Benjamin Franklin Papers

To Benjamin Franklin from Richard Bache, 16 May 1772

From Richard Bache

ALS: American Philosophical Society

Philadelphia 16th. May 1772

Dear and Honored Sir

A few Days since per Captain Sparks I did myself the Pleasure.5 I have not much to say at present, more than that we are all well. These are the best Tidings I can send you at this time, I find but slow Sale for my Goods, but what I do sell, is for Cash, so that I am making no bad Debts; I have not sold enough to enable me to reimburse you per this Opportunity the £60. Sterling you were so kind to lend me, I hope to do it soon.6 I think I mentioned to you in my Letter by Sparks, that the Case of Stationary, lodged at Hugh Roberts7 his House, is now at Home, but I have not yet opened it. Governor Franklin tells me he has transmitted you Copy of an Account furnished by Mrs. Parker, which differs very materially from the Account I brought over with me, furnished by you,8 when we have your Sentiments on that Account, I shall endeavor to get the Balance secured to you. I find Steigle on whom Jacob Scroop’s Bill is drawn, has not yet been applied to for payment of the Bill, I have wrote to him, and expect his answer daily, if he refuses payment, shall make it my Business to find out the Drawer.9

The Money you lent John Schutz is not yet paid, his Brother Conrad is dead, and he is very poor, however I shall do my utmost to secure this for you.1 I find Mr. Hall, collects as much as he can of what is due you, for Newspapers, I mean such Debts as accrued, before your Connection with him, as well as those, in which you are concerned with him, but they come in but slowly, and he is apprehensive a considerable sum will be lost.2 I have not had time to look into your other Books of Accounts, shall do it as soon as possible.

I take the Liberty of troubling you with a Letter for my Mother, and one for my Sister Lydia, which I beg of you to drop into the Post Office. Also a Letter for Messrs. Robert and Wm. Alexander,3 which you will be pleased to give to the former if he remains in London, if not, to forward by the post. I am with perfect Esteem Your most Affectionate Son

Richd Bache

I forgot to mention to you, that previous to my return home, Sally had got fitted up for a Store, the lower part of the Old house next to Haddock’s in Market Street, it is an excellent Stand for a dry Good Store and answers the purpose very well. I do not think the little North Room of your house would have done at all.4 I am Yours &c.

Rd Bache

Addressed: To / Benjamin Franklin Esqr.

[Note numbering follows the Franklin Papers source.]

5He had doubtless written to tell of his arrival, which was announced in the Pa. Jour. on the same day, April 30, that Sparks’s clearance for London was noted in the Pa. Gaz. The letter has been lost.

6The loan was actually for £65 5s., and the £60 was repaid in September: Jour., p. 39; Ledger, p. 56. BF then asked that the remaining five guineas be invested for young Ben in Jamaica: to Bache below, Oct. 7.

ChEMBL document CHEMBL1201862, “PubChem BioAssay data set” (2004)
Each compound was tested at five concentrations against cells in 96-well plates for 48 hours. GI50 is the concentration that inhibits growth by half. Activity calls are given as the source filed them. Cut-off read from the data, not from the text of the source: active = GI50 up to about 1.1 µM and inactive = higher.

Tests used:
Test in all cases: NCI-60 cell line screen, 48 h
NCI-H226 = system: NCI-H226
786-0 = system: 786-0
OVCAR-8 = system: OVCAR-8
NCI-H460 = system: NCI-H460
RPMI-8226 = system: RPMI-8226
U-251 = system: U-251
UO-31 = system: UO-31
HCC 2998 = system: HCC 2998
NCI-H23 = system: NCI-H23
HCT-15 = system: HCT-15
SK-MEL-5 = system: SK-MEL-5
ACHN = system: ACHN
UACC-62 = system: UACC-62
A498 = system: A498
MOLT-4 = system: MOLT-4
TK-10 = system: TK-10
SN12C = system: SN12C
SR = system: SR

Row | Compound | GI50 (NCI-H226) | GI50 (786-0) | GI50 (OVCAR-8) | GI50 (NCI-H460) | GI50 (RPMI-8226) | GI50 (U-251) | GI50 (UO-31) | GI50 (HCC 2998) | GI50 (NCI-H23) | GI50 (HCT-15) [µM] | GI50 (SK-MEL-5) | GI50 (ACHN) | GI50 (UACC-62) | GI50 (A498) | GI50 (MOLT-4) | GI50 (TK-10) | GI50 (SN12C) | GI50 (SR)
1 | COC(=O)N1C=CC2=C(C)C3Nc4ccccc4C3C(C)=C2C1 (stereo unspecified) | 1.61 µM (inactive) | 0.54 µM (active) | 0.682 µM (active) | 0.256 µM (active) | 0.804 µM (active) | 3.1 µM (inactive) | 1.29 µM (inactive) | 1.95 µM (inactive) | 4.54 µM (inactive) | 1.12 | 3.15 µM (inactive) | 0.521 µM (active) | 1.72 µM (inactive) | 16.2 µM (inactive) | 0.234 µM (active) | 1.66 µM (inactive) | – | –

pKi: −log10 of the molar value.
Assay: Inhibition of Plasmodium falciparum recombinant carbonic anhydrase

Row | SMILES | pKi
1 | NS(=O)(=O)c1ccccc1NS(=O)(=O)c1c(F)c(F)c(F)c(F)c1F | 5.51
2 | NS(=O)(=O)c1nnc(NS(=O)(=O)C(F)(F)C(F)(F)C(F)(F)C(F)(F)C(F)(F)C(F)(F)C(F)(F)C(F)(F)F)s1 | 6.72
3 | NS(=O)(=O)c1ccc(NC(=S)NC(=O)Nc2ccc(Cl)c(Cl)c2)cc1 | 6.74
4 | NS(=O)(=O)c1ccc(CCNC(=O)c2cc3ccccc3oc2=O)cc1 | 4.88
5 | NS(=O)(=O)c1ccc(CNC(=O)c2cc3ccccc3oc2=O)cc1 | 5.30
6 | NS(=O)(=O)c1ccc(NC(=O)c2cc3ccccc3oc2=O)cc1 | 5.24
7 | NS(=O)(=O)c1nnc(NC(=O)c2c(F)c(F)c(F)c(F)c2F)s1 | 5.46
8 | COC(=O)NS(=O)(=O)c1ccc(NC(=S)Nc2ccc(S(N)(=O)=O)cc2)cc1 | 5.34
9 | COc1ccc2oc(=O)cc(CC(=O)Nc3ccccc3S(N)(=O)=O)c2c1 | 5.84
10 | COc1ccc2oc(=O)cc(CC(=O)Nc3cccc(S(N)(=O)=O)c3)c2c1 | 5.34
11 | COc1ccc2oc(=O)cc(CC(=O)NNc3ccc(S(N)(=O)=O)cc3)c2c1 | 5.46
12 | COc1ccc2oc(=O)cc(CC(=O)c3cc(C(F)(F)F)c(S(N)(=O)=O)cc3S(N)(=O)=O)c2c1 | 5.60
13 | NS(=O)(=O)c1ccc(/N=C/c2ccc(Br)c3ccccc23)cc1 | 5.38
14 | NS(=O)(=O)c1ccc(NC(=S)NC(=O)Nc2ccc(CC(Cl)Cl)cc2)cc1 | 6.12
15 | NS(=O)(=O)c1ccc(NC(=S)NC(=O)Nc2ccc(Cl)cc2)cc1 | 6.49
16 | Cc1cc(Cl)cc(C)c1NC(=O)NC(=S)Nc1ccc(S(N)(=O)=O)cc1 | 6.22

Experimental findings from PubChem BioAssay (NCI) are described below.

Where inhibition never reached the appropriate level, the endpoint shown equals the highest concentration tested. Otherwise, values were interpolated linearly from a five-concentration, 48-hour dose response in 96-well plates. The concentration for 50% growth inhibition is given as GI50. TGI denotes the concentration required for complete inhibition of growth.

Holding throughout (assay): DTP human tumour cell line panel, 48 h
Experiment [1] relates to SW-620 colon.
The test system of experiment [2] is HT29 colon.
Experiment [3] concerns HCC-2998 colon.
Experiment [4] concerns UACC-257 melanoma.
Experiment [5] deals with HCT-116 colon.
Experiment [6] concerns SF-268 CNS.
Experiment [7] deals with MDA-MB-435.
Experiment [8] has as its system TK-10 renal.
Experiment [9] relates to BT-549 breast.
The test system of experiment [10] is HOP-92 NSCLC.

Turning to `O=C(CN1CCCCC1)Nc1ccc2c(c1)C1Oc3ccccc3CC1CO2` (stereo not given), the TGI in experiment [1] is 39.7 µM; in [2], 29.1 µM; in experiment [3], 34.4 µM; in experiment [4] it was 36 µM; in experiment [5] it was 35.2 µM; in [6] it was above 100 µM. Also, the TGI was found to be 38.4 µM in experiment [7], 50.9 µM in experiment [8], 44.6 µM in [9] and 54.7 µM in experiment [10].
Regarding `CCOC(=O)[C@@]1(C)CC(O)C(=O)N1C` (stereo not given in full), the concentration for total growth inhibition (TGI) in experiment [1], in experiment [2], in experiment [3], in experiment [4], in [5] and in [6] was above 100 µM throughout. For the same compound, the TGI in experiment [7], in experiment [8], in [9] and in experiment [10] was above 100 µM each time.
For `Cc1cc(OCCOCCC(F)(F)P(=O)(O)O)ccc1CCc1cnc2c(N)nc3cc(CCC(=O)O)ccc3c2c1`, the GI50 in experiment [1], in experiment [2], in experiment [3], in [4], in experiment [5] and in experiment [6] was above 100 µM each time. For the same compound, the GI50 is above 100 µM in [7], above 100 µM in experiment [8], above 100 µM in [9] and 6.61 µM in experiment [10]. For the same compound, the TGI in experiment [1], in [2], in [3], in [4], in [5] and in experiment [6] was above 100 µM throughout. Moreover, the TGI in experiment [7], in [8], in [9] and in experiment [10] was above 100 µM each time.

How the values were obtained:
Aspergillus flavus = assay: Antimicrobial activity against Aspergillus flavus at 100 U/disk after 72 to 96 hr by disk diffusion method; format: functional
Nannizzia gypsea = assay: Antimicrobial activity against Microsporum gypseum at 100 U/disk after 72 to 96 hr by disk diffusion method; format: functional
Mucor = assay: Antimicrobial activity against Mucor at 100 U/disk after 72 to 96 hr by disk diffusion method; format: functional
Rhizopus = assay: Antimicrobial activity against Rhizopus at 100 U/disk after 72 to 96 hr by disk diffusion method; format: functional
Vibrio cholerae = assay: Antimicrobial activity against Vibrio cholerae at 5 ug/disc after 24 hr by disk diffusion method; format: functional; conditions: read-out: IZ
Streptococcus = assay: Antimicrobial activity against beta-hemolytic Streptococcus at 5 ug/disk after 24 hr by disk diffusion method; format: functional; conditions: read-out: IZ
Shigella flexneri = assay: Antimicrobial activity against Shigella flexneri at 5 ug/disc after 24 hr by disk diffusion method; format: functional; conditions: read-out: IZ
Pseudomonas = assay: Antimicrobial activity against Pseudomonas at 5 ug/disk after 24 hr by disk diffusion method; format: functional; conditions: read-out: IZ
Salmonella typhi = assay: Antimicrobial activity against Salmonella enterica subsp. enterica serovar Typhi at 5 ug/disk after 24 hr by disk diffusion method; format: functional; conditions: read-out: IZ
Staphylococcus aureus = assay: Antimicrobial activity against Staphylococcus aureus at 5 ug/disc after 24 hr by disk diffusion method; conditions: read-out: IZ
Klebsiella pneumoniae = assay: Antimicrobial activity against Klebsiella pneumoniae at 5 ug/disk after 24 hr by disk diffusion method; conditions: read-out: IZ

7For Roberts, BF’s old friend, see above, V, 11 n.

8The accounts are discussed in WF to BF above, Feb. 28. The one that Bache brought with him may have been a duplicate of the “London Account” referred to there.

9Bache, we believe, reworked the name, which should have been Schaub. In June of 1770 BF lent 25 guineas to a Jacob Schaub: Jour., p. 24. A man of the same name immigrated to America in a ship from Rotterdam that stopped in England; he reached Philadelphia in September, 1772. Ralph B. Strassburger, Pennsylvania German Pioneers: a Publication of the Original Lists of Arrivals in the Port of Philadelphia from 1727 to 1808 (William J. Hinke, ed.; 3 vols., Pa. German Soc. Proc., XLII–XLIV, Philadelphia, 1934), I, 739–40. Steigle, we assume, was Henry William Stiegel (1729–83), the ironmaster and glass-maker, whose ambitious ventures were already leading him down the road to bankruptcy. DAB. He was at this time recruiting skilled labor in the British Isles and on the Continent; and BF knew him, if not personally at least by reputation. Frederick W. Hunter, Stiegel Glass (New York and Boston, 1914), pp. 55, 63, 68–9, 72. What happened, according to our conjectural reconstruction from these data, was as follows: Schaub was one of the laborers recruited; he stopped off in England on his way to Philadelphia, and asked for a loan from BF, to whom as the Pennsylvania agent Stiegel might well have referred him. Schaub gave BF the bill on Stiegel to cover the loan, promised on reaching America to put through a second bill for payment, probably to DF, but then for reasons unknown delayed his crossing more than two years. BF heard nothing about the bill, and consequently gave Bache the original and asked him to look into the matter when he reached Philadelphia. When there turned out to be nothing to look into, because Schaub had not yet arrived, BF concluded that the “Dutchman” was a rogue: to Bache below, Oct. 7.

1Bache was undoubtedly trying to collect the 35 guineas that BF had lent John or Johann Shütz in England in 1758, at the request of Shütz’s brother, Johann Conrad; see above, VIII, 145 n. Conrad was a Philadelphia papermaker, who appears occasionally in vols. II, IV, and V.

2David Hall was telling Bache much what he had told BF at great length two years before: above, XVII, 100–1. See also Hall to BF, Feb. 3, 1772.

3For this banking firm see above, VIII, 444 n.

4The store, on the south side of Market between Third and Fourth, had been open for at least a week; see Bache’s advertisement in the Pa. Gaz., May 7. For “the little North Room” see BF to DF above, Jan. 28.

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